The production of regular tofu may differ in process from that of silken tofu in that more coagulant can be added to soymilk or soymilk can be diluted. The making of firm tofu can be explained here, as shown in FIG. 12 and FIG. 13, following the similar process as silken tofu. The tofu coagulated similarly to silken tofu is then crushed, equalized, transported onto the lower cloth of a continuous forming machine 21a, 22a, and made into firm tofu by being pressed by the upper cloth 21b, 22b. Since the sheet of tofu (the block of silken tofu), as it is, cannot be drained enough by pressing, as in regular tofu, the sheet of tofu needs to be crushed by a mixer Mi (a crushing machine). First, soymilk is coagulated and formed into a sheet by the continuous curding machine for tofu products 1 according to this embodiment, and then the tofu block T is crushed by the mixer Mi at the downstream of the machine 1, and finally it is pressed and formed by being pressured in-between the permeable cloth at the continuous forming machine 21,22. Incidentally, when making silken tofu, the coagulated tofu is not crushed and squeezed as described above, before transported (matured) on the lower cloth 21a, 22a at the continuous forming machine 21, 22. Soft tofu can made only by "hiradori," where the tofu is transported on the lower cloth 21a, 22a at the forming machine 21, 22 in a similar manner to the making of silken tofu, and is lightly pressed to create grain on the upper and bottom surface of the tofu.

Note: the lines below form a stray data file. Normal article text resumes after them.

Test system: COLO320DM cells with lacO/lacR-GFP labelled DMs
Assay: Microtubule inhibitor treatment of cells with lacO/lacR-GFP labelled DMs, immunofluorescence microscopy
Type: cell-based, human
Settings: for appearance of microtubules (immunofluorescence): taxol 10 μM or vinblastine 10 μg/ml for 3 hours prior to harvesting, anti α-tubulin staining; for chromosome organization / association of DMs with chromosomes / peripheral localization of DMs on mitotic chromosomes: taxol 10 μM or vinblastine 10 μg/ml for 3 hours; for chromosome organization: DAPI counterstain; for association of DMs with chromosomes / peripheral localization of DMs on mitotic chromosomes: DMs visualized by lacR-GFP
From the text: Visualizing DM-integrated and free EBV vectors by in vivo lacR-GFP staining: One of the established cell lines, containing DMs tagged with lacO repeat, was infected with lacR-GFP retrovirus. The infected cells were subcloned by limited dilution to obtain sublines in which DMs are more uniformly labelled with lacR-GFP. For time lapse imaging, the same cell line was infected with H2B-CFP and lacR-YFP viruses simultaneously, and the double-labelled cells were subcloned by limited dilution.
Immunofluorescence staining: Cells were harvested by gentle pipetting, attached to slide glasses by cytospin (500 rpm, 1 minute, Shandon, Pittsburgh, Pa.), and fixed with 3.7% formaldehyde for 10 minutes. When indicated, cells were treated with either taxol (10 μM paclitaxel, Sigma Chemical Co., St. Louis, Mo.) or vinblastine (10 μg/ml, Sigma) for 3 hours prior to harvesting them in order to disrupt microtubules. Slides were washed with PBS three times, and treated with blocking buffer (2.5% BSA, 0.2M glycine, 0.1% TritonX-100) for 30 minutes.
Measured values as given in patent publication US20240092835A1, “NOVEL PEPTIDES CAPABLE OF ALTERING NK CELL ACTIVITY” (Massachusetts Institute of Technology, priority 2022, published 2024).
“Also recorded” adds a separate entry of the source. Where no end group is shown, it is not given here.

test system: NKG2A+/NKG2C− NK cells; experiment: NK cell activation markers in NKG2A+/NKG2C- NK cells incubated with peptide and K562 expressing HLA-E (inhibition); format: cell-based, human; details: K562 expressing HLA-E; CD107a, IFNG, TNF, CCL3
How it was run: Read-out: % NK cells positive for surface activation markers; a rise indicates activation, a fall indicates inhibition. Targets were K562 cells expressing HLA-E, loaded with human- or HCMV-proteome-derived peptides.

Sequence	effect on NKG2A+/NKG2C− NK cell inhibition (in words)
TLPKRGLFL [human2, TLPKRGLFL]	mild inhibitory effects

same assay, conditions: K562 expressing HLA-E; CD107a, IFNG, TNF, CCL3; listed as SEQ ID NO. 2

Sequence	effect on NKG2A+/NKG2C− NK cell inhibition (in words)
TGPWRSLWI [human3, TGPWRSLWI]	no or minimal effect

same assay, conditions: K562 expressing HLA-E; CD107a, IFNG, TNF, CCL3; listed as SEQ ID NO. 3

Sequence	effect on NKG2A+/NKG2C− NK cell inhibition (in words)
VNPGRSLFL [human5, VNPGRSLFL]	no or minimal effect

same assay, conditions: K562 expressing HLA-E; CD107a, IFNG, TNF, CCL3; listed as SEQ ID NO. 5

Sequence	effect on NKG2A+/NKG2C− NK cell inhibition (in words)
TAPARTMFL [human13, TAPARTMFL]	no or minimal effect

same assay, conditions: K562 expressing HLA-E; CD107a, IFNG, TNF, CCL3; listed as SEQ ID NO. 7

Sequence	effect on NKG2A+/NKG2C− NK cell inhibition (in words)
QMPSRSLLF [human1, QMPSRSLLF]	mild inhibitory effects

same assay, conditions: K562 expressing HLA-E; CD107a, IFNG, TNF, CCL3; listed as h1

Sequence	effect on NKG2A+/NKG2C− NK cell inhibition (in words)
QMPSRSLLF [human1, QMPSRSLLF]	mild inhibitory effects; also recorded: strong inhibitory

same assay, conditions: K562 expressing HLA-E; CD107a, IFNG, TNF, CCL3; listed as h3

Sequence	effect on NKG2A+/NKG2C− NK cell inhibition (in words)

As described above, the process involving the continuous curding machine for tofu products 1 is followed by the forming process involving the continuous forming machine 21, 22 which may employ forming by means of boxes or batch process. 1. A continuous curding machine for tofu products 2. A base 3. Cloth (a wicking) 4. 4A, 4B, 4C, axis rollers 4Bb left and right ends of the axis rollers (tapered parts) 4Ca both ends of the axis rollers with different radius (smaller-radius) 7. Resin coating 10 Concave member, 10a bottom, 10b left and right sidewalls 21, 22 Continuous forming machine C A conveyor belt, Ca bottom, Cb left and right sidewalls (rising part) T Tofu (a tofu block)
Patent applications by TAKAI TOFU & SOYMILK EQUIPMENT CO.
Patent applications in class Conveyor
Patent applications in all subclasses Conveyor